Jon Collins, originally published on The Register
It’s a fair assumption that the operational management of IT follows some kind of maturity model. Many organizations are, in theory, chaotic; a logical next step is to implement a layer of control, and from there one might say one could start building a managed environment. After that – hurrah! – it is reputedly an easy hop, skip and jump towards fully dynamic IT management.
The problem with this model is simply that it isn’t true. The ‘chaos’ myth – that a majority of IT operations are doing no more than fire fighting, at best shoring up the defenses and just managing to keep the lights on – doesn’t actually represent the majority of IT organizations out there. In reality, most places are working at a level we could term “good enough” – the last time we researched this we found the challenge was more one of running through the mud, than fighting fires.
In truth, most mid-sized organizations hover somewhere between a ‘controlled’ and a ‘managed’ level of IT management capability. When, on occasion, things tend towards chaos – for example after a security breach or a more significant systems failure – budget can miraculously become available to sort things out. When it comes to making budget available for more general improvements however, systems management tools and techniques have not been seen as a major priority. “Good enough” is a phrase that can cut both ways.
To be fair as well, the “mid-market” has been traditionally been under-served by management software vendors, who have tended to put their efforts into providing big-ticket ‘enterprise management’ offerings. The big four providers (HP, IBM, CA and BMC) all fit into this category. Solutions available for non-enterprise organizations have traditionally been complex, time consuming and expensive to get running. Until quite recently there has been something of a gap between the simpler management tooling suitable for use in smaller companies and the management suites deployed by the largest organizations.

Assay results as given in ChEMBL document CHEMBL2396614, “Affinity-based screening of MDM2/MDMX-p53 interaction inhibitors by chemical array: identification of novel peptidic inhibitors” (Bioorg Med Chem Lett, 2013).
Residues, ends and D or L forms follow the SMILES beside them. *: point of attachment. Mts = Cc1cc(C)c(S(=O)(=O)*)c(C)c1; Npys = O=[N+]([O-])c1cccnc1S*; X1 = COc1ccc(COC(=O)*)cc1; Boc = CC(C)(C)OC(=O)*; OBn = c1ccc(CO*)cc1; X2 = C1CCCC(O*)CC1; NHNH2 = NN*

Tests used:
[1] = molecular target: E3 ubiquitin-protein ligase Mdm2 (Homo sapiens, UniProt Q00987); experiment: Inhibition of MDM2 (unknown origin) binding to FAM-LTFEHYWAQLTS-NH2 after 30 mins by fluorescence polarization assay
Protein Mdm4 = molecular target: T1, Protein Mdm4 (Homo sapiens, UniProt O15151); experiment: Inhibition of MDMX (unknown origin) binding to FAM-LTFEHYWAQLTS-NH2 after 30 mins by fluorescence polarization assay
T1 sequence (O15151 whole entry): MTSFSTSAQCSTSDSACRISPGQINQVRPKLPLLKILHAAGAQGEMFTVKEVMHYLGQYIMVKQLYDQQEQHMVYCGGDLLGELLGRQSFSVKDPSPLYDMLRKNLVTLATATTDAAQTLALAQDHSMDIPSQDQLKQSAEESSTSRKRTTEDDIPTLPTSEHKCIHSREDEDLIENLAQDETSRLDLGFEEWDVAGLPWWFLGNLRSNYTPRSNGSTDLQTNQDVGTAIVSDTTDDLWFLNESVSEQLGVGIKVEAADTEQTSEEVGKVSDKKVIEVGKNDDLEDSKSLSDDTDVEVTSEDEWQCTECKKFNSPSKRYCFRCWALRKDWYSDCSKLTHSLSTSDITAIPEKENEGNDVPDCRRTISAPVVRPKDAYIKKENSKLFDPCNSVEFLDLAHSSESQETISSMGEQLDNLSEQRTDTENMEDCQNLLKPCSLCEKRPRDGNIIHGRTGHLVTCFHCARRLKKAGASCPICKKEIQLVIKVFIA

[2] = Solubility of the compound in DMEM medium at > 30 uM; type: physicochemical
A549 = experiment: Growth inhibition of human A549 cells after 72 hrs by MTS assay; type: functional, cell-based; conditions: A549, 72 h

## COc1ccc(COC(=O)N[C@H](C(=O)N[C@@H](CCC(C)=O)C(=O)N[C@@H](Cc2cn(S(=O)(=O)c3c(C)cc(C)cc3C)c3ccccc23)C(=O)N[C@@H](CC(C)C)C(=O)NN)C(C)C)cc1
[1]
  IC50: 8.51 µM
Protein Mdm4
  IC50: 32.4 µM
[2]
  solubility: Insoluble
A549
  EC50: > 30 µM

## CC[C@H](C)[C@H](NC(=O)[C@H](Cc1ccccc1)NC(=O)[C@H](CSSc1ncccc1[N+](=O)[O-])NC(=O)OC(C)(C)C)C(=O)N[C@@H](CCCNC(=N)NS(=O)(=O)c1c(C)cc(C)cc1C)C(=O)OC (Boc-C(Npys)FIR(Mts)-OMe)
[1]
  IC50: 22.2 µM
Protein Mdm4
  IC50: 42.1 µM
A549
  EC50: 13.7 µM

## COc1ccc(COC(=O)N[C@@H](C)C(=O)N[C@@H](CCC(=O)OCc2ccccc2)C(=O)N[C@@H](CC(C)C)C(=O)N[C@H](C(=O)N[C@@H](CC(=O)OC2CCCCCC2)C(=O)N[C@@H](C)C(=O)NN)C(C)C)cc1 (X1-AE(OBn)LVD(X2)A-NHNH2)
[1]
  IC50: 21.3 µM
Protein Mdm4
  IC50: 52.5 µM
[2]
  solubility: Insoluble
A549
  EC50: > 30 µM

All this being said, there is still scope for improvement. Management tools are certainly more broadly available than they were in the past for mid-sized companies, so it may be worth you revisiting what is available today – (Sun, Symantec, Microsoft, Quest, Spiceworks and LanDesk to name a few). But let’s be clear: the primary goal is one of efficiency. This is not just a sign of the cash strapped times, though that obviously plays its part. It also reflects the fact that if IT operations spends more of its time in a managed state, rather than just keeping control, it will be better able to deliver the right services, and less likely to descend into chaos. It also makes it more straightforward to make the business case.
From my own IT management days, I absolutely knew I could benefit from having better tools in place. But while they might have reduced my stress levels, would they have actually saved my company money? I don’t know the answer to that – and I don’t suppose I should have been that surprised in hindsight, when my finance director told me I couldn’t have them.
As a further point, it’s worth remembering that efficiency doesn’t have to be about tools at all. A training course on writing administration scripts, for example, could have a very quick payback. There is also much to be said for implementing the right policies/processes in the first place. As we have seen from research such as the above, experienced practitioners understand that most systems management projects are exercises in people and process management just as much as dealing with technology challenges.
It may be that some of the developments in IT infrastructure – notably virtualisation, which encourages the more flexible use of physical resources – may require IT management to up the ante and adopt more dynamic approaches. In the meantime, and for the majority of organizations who just want ‘good enough’ IT, any visions of hyper-dynamic environments may well be a step too far.
“Good enough” IT requires good enough management tools and practices, which may be sufficient as an end in themselves, as well as offering a potential stepping stone for more dynamic approaches in the future. Though perhaps the hyper-dynamic vision will always remain just that – a vision.